Moi's fearsSometimes a writer starts off intending to write some brief piece but then it suddenly takes on a life of its’ own and writes itself into a lengthy prose, almost a book sometimes. This is exactly what has happened with my weekend special this weekend.
For that reason I will continue with part 5, 6, 7 and 8 next weekend.
For now let me wind up this weekend’s excitement with this last piece for this particular weekend.
That first cabinet meeting after Kenyatta’s death which was held on August 22nd 1978 was a very fascinating affair to say the least. During Kenyatta’s presidency the entire cabinet would usually assemble and wait for the president to arrive for the meeting. Conversation around the table would usually be in Kikuyu during this wait. This forced Moi who was Nilote to learn the Bantu tongue of the Kikuyus. Many times the cabinet would wait in vain for Kenyatta only to be told that he was not coming usually due to health reasons.
On this day of August 22nd 1978 all the cabinet members were there and this time they were waiting for somebody who had been one of them only the day before and somebody whom they had always derided. Moi did not keep the cabinet waiting and came in shortly after they were all there, accompanied by AG Charles Njonjo. All eyes were on him as he sat at the head of the table where Kenyatta used to sit. Moi’s eyes were red and he looked like he had been crying. For a brief moment members of the presidential press unit were allowed inside to take photographs which they did and left.
Moi had a difficult task ahead of him. Njonjo made it easy by making it almost unnecessary for him to speak although he was chairing that historic cabinet meeting. The main agenda for the day were the arrangements of the state funeral for Kenyatta the following weekend. Still Moi felt overwhelmed by the challenges ahead of him. The current constitution says that in the event of the death of the president, the vice president will take over for a period of 3 months pending elections for a new president. Three months is a long time and Moi must have had his uncertainties over ever retaining the presidency. More so if you take into consideration the curious incident with Njonjo which I recounted in the last post.
Moi avoided eye contact with most of those seated in the cabinet room with him. Amongst them were people who had plotted his murder only a few hours earlier to ensure that he would never rise to the presidency.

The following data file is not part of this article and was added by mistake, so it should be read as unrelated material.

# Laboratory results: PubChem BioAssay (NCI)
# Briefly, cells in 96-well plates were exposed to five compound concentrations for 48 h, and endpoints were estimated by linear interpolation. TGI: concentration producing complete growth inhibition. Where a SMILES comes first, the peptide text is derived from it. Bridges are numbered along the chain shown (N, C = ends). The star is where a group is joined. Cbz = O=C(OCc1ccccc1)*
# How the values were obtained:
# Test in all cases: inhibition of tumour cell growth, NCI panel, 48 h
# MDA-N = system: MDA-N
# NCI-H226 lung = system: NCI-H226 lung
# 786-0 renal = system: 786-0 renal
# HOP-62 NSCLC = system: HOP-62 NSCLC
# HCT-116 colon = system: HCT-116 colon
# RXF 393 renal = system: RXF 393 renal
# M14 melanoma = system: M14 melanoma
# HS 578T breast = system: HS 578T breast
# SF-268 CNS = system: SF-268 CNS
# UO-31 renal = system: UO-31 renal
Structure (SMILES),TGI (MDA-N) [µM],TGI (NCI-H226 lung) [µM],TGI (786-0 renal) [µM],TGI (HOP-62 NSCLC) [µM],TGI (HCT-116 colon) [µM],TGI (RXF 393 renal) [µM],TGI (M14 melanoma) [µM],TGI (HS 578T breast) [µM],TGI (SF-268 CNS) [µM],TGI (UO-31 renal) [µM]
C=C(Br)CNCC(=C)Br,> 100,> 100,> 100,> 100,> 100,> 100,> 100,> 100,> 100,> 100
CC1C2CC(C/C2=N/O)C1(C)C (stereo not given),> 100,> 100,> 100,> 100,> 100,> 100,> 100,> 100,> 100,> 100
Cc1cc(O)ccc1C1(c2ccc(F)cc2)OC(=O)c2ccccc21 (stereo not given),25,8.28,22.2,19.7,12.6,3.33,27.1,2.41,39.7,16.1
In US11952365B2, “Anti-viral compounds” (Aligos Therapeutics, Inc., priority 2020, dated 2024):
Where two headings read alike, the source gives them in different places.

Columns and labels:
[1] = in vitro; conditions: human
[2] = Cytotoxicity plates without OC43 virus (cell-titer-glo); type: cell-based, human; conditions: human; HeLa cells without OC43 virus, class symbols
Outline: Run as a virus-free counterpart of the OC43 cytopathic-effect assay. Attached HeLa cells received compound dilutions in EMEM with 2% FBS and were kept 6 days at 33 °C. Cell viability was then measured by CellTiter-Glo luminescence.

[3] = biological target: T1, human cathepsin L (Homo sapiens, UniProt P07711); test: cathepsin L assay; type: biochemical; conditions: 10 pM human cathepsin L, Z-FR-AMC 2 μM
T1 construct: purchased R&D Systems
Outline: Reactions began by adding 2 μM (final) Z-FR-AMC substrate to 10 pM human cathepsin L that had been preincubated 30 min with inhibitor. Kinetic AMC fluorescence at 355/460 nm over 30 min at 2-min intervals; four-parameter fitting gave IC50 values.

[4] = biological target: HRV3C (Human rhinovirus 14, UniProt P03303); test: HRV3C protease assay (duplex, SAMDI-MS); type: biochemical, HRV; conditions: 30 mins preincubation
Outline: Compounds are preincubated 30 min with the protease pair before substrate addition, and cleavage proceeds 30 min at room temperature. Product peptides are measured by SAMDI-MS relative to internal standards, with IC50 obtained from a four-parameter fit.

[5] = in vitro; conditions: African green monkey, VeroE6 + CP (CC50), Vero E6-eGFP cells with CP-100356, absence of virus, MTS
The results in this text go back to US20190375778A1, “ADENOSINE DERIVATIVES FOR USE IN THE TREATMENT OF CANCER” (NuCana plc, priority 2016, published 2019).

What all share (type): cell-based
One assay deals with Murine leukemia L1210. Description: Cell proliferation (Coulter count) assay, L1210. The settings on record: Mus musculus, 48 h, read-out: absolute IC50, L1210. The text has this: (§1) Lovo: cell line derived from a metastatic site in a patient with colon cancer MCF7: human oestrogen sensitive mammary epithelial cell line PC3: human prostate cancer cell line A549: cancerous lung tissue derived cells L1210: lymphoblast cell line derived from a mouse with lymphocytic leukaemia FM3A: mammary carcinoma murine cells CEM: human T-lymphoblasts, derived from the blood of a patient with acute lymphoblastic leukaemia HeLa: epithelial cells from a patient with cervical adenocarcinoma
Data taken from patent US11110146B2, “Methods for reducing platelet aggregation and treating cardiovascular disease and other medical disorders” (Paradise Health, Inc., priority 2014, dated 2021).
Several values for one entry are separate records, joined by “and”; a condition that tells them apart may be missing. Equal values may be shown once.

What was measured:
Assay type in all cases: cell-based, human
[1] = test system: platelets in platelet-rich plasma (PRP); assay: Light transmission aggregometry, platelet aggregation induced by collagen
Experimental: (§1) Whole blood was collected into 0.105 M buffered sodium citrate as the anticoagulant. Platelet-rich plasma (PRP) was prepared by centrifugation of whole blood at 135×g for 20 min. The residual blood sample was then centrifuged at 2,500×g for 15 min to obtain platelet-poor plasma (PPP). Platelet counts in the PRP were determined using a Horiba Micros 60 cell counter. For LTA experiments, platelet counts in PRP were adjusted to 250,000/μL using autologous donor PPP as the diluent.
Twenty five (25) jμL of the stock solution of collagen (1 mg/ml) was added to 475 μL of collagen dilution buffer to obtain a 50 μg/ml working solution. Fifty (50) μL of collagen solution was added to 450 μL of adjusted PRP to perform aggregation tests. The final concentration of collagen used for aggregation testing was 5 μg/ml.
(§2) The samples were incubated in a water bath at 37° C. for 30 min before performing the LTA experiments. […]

Dr Njoroge Mungai known to his fellow Kiambu mafia members as "Mr Fix it."
The two men he must have feared most on that table were Dr. Njoroge Mungai and Mbiyu Koinange. Both were very powerful and influential members of the Kiambu Mafia. Both had no doubt thought about this day many times over the years but not in their wildest nightmares did they ever picture Daniel arap Moi seated at Kenyatta’s usual chair in the cabinet room. Moi’s fears were not unfounded. It is widfely believed that both men went behind Kenyatta’s back and ordered the hit on Tom Mboya in July 1969. It is said that Kenyatta was livid after he found out what they had done but there was obviously nothing he could do about it. The two individuals were said to be very ambitious and determined that the presidency would fall into their hands on Kenyatta’s death. At one point Njoroge Mungai is said to have bluntly asked Kenyatta to name him as his successor.
The foreign press was even speculating that the real “matata” (political chaos and violence) would start after the funeral and when the presidential elections were announced. It was expected that a member of the Kiambu mafia would stand for the presidency against Moi. Others remembered Jaramogi Oginga Odinga who was also known to be interested in the presidency. Indeed Odinga had turned up to view Kenyatta’s body at State house and with cameras from the local and international press rolling, he had proceeded to utter many words in Dholuo over the body while waving his fly whisk. Those who did not understand the language speculated that he was thanking the gods for the death of a man he had lifted to the presidency only to be dumbed later by the same ungrateful man. For these reasons there was a lot of tension in the country.